Dripping, juicy plums seem to be fire inspo for everything from Instagram flat lays to poetry tweets. (Just ask everyone who contributed to that Williams Carlos Williams poem-turned-Twitter meme.)

Although they may be very #aesthetic, plums have so much more to offer. When you nosh on some plums or prunes (dried plums), you’re getting a number of health benefits.

What are the benefits of plums?

Most fruits have benefits worth raving about, and plums are no exception. Here are just a few reasons to eat plums:

  1. nutrient-rich
  2. combats constipation
  3. full of antioxidants
  4. lowers blood sugar
  5. promotes bone health
  6. heart-healthy
  7. helps maintain a healthy weight
  8. *might* help combat cancer cells
  9. memory-boosting
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These purple-red-hued fruits are packed with vitamins, minerals, and benefits worth bragging about. Here’s what to know.

1. Nutrient-rich

Plums contain vital vitamins and minerals including vitamin C, vitamin A, vitamin K, and a bit of potassium. Prunes (aka dried plums) will get you a little extra vitamin K boost, but with more calories, sugar, and carbs.

These vitamins and minerals can support your immune, digestive, and reproductive systems, as well as your eyesight, heart, lungs, and kidneys.

2. Combats constipation

Prunes aren’t just for grandparents — although let’s be real, they seem to love them.

Due to their high fiber content, dried plums are often revered for their ability to relieve constipation. (Two prunes have about 1 gram of fiber.) Basically, prunes add bulk to your poo, thereby speeding up the rate that things can *ahem* get moving through your digestive tract.

In a 2011 study, researchers found eating prunes to be more effective at easing constipation than a common laxative treatment. A 2014 study also found prunes softened stools in both constipated and nonconstipated peeps.

Meanwhile, both prunes and prune juice have sorbitol, which is a sugar alcohol that has a natural laxative effect. Word of warning, though: Don’t overdo it. Stick to getting 4 to 8 ounces of prune juice per a day to avoid diarrhea.

Since plums don’t have as much fiber per serving, it can be hard to get your fiber boost this way. Plums are still great for everyday digestive health, but prunes have more bang for your bite.

3. Full of antioxidants

Studies show that plums deliver a good dose of antioxidants to help reduce inflammation and protect your bod from free radical damage.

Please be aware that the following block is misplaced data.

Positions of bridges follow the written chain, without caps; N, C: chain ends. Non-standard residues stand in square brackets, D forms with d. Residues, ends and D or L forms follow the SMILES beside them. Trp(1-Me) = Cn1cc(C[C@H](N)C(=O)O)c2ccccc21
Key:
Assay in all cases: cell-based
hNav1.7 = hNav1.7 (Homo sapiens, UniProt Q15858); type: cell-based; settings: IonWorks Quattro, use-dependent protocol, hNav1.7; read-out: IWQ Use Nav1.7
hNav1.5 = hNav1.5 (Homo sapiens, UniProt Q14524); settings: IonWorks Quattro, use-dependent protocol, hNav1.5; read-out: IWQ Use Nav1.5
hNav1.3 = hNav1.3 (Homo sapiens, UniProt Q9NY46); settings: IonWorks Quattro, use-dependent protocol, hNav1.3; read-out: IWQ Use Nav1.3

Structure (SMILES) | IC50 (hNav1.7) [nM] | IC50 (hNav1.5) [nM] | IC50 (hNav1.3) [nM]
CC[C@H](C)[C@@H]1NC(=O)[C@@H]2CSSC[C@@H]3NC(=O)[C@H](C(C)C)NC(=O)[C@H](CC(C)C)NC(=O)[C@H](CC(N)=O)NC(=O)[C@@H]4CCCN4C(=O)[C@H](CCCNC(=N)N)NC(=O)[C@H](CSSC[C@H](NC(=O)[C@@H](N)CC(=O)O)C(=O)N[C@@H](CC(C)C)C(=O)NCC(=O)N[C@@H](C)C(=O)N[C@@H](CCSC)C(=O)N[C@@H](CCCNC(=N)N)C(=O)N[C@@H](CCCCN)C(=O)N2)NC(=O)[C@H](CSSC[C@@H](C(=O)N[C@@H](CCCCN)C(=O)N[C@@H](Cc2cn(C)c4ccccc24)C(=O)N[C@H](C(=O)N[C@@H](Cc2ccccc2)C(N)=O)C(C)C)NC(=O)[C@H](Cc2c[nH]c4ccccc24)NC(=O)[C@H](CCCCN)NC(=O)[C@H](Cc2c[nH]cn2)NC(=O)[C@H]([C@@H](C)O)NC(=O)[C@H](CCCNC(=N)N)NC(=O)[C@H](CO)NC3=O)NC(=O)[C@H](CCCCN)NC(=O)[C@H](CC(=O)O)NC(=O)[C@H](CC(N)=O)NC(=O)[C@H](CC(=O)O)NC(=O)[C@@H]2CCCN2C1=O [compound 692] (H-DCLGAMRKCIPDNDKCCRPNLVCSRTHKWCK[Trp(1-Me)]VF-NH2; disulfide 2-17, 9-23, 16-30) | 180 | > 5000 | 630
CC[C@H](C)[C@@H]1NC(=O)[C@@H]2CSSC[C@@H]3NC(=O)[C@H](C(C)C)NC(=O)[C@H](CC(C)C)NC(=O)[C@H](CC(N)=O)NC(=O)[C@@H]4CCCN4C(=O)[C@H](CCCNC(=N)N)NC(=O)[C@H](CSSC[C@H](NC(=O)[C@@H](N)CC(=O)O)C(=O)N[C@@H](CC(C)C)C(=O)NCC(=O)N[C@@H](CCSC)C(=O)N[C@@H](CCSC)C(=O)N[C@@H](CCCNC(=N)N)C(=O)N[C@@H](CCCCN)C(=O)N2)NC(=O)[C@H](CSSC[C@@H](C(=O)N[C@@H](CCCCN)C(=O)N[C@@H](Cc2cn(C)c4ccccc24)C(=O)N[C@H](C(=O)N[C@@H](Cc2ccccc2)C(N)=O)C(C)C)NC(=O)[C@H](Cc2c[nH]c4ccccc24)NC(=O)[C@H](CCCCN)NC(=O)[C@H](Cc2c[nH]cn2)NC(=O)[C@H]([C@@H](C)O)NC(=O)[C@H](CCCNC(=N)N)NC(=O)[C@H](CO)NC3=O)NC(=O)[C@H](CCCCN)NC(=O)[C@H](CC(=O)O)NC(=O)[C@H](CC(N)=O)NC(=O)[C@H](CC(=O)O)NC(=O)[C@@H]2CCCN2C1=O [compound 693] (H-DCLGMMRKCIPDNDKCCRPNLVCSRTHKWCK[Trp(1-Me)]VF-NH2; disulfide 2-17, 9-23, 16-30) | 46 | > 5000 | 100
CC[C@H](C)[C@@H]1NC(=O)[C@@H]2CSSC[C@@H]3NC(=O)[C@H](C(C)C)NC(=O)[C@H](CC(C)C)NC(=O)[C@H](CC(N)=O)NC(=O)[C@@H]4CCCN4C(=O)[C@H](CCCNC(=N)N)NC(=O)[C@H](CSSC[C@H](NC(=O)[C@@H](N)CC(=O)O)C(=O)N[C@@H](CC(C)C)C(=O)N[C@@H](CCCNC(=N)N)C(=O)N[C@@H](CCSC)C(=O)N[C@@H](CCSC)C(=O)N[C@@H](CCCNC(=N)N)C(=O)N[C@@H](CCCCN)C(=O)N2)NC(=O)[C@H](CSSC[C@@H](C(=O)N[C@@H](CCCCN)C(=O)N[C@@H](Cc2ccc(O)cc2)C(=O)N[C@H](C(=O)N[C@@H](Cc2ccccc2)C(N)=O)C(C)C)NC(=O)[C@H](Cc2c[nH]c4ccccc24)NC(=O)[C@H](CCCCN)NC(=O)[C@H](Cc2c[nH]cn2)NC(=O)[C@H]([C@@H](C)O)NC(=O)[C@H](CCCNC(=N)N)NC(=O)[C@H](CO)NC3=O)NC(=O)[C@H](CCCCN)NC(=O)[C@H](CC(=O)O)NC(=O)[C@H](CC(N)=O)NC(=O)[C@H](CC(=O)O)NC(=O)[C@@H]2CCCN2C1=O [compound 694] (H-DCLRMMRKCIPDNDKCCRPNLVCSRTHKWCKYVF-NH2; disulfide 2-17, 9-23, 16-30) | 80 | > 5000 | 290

They’re especially high in polyphenol antioxidants, which benefit bone health and may help reduce the risk of diabetes and heart disease.

In a 2015 test tube study, researchers found that the polyphenols in prunes significantly reduced inflammatory markers associated with joint and lung diseases. But we need more human studies to be sure.

4. Lowers blood sugar

Despite being pretty high in carbs, plums and prunes have a low glycemic index. Eating fruits like plums and prunes is also associated with a lower risk of type 2 diabetes.

The fiber in plums helps slow the rate your body absorbs carbs post-meal, causing blood sugar to rise slowly, rather than spike. And according to older 2005 research, eating plums may boost levels of adiponectin in the body (a hormone that’s key to blood sugar regulation).

But, remember you can have too much of a good thing (especially prunes, which have more sugar and calories).

5. Promotes bone health

The vitamin K, phosphorous, magnesium, and potassium content in prunes are all linked to bone health. Noshing on prunes may also boost certain hormones involved in bone formation.

In a 2020 study of men with moderate bone loss, researchers found that eating 100 grams of prunes daily for 3 months led to a lower rate of bone loss. The prunes also seemed to curb inflammation and boost overall bone health. Another study from 2011 found that a daily serving of dried prunes seemed to slow bone loss in postmenopausal women.

A 2017 review concluded that dried prune consumption does appear to have a beneficial impact on bone mineral density. However, researchers noted that the data isn’t completely consistent, and that more research is needed before we can say for sure.